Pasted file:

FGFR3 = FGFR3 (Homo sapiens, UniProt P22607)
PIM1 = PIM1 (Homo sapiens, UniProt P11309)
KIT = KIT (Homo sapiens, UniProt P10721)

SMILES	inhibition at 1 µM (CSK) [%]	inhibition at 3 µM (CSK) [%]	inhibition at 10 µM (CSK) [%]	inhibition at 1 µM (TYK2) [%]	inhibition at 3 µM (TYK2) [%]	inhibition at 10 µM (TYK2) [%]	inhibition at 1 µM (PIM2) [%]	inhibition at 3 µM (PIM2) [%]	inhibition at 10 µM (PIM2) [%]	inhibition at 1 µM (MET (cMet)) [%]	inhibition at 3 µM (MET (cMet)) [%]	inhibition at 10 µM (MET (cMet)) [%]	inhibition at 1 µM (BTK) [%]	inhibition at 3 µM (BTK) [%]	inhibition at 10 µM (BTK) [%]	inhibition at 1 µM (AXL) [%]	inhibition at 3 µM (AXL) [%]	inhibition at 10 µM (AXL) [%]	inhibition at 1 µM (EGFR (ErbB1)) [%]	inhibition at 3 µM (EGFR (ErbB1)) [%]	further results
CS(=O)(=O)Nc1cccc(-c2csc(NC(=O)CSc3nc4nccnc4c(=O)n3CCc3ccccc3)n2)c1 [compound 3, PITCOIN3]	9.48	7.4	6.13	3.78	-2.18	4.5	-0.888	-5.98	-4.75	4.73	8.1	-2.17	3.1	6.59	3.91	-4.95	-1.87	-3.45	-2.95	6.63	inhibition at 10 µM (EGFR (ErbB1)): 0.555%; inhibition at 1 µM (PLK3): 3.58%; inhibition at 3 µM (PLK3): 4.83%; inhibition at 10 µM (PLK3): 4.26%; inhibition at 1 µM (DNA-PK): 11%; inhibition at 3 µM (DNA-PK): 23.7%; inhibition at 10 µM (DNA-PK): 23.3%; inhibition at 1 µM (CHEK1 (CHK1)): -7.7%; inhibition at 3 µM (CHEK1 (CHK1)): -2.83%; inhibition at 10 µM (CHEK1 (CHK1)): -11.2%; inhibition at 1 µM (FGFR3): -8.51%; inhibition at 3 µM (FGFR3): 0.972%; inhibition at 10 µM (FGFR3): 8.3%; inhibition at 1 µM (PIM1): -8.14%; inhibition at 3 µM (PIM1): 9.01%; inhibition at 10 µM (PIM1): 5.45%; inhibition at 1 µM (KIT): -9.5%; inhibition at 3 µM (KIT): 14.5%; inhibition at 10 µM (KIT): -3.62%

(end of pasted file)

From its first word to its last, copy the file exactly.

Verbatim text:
FGFR3 = FGFR3 (Homo sapiens, UniProt P22607)
PIM1 = PIM1 (Homo sapiens, UniProt P11309)
KIT = KIT (Homo sapiens, UniProt P10721)

SMILES	inhibition at 1 µM (CSK) [%]	inhibition at 3 µM (CSK) [%]	inhibition at 10 µM (CSK) [%]	inhibition at 1 µM (TYK2) [%]	inhibition at 3 µM (TYK2) [%]	inhibition at 10 µM (TYK2) [%]	inhibition at 1 µM (PIM2) [%]	inhibition at 3 µM (PIM2) [%]	inhibition at 10 µM (PIM2) [%]	inhibition at 1 µM (MET (cMet)) [%]	inhibition at 3 µM (MET (cMet)) [%]	inhibition at 10 µM (MET (cMet)) [%]	inhibition at 1 µM (BTK) [%]	inhibition at 3 µM (BTK) [%]	inhibition at 10 µM (BTK) [%]	inhibition at 1 µM (AXL) [%]	inhibition at 3 µM (AXL) [%]	inhibition at 10 µM (AXL) [%]	inhibition at 1 µM (EGFR (ErbB1)) [%]	inhibition at 3 µM (EGFR (ErbB1)) [%]	further results
CS(=O)(=O)Nc1cccc(-c2csc(NC(=O)CSc3nc4nccnc4c(=O)n3CCc3ccccc3)n2)c1 [compound 3, PITCOIN3]	9.48	7.4	6.13	3.78	-2.18	4.5	-0.888	-5.98	-4.75	4.73	8.1	-2.17	3.1	6.59	3.91	-4.95	-1.87	-3.45	-2.95	6.63	inhibition at 10 µM (EGFR (ErbB1)): 0.555%; inhibition at 1 µM (PLK3): 3.58%; inhibition at 3 µM (PLK3): 4.83%; inhibition at 10 µM (PLK3): 4.26%; inhibition at 1 µM (DNA-PK): 11%; inhibition at 3 µM (DNA-PK): 23.7%; inhibition at 10 µM (DNA-PK): 23.3%; inhibition at 1 µM (CHEK1 (CHK1)): -7.7%; inhibition at 3 µM (CHEK1 (CHK1)): -2.83%; inhibition at 10 µM (CHEK1 (CHK1)): -11.2%; inhibition at 1 µM (FGFR3): -8.51%; inhibition at 3 µM (FGFR3): 0.972%; inhibition at 10 µM (FGFR3): 8.3%; inhibition at 1 µM (PIM1): -8.14%; inhibition at 3 µM (PIM1): 9.01%; inhibition at 10 µM (PIM1): 5.45%; inhibition at 1 µM (KIT): -9.5%; inhibition at 3 µM (KIT): 14.5%; inhibition at 10 µM (KIT): -3.62%